Ben Thornton of Anchor House speaks to volunteers. Photo by Jared Kofsky/The Streetlight.
Individuals experiencing homelessness used to live in this abandoned Trenton bus. Photo by Jared Kofsky/The Streetlight.
Councilman Duncan Harrison, Jr. speaks to a resident during the 2018 Point-in-Time Count in Trenton. Photo by Jared Kofsky/The Streetlight.
Abandoned buildings on Perry Street in Trenton. Photo by Jared Kofsky/The Streetlight.
Copies of The Wall, the predecessor to The Streetlight, were distributed during the count. Photo by Jared Kofsky/The Streetlight.
Volunteers look for individuals experiencing homelessness along the Delaware and Raritan Canal in Trenton’s West Ward. Photo by Jared Kofsky/The Streetlight.

Contando la Población sin Hogar

Traducido por Annette Espinoza

La falta de hogar se parece esta aumentando nuevamente en New Jersey. Según el informe de NJCounts publicado por Monarch Housing Associates realizado el 23 de enero y el 24 de enero de 2018, el número de personas que viven sin hogar en New Jersey ha aumentado a un nueve por ciento desde 2017.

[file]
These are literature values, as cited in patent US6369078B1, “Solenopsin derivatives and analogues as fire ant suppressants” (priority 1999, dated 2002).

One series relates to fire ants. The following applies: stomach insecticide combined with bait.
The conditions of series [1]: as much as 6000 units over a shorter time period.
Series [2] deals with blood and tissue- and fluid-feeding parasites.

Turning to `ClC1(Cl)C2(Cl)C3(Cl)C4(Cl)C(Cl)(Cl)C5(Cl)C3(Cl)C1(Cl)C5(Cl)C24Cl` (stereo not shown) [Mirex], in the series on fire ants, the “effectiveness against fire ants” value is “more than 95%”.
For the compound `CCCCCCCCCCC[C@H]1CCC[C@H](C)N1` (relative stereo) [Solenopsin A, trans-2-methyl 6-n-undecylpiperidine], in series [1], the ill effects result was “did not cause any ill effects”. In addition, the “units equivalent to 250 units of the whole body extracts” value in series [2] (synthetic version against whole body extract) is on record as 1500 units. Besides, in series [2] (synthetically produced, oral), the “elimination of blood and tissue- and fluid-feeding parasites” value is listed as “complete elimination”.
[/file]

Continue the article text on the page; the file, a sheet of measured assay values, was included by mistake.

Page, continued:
The Streetlight participó en el 2018 Mercer County Point-in-Time Count. Voluntarios de organizaciones como Oaks Integrated Care y Rescue Mission of Trenton viajaron por toda la capital y los suburbios para contar el número de personas que se creer viven sin hogar y descubrir cómo terminaron sin vivienda permanente. Los lugares visitados van desde Delaware y Raritan Canal hasta agencias de empleo y bibliotecas públicas.

El PIT Count de 2018 muestra que hay al menos 479 personas sin hogar en el condado de Mercer. Una de las principales causas de la falta de vivienda al nivel local fue la transición del encarcelamiento a la reintegración en la sociedad.

Se descubrió que la ciudad de Trenton, donde se basaban los voluntarios, era el hogar de 75 por ciento de la población del condado sin hogar, con un 21 por ciento viviendo en el municipio de Ewing. En ese momento, 63 personas no estaban cubiertas, mientras que el 46 por ciento de los encuestados se clasificaron como “personas sin hogar crónicas”. 54 personas encuestadas que se encontraban sin hogar eran víctimas de violencia doméstica, y otras 18 personas encuestadas eran veteranos. Un poco más de una décima parte de las personas encuestadas habían estado sin hogar durante más de tres años.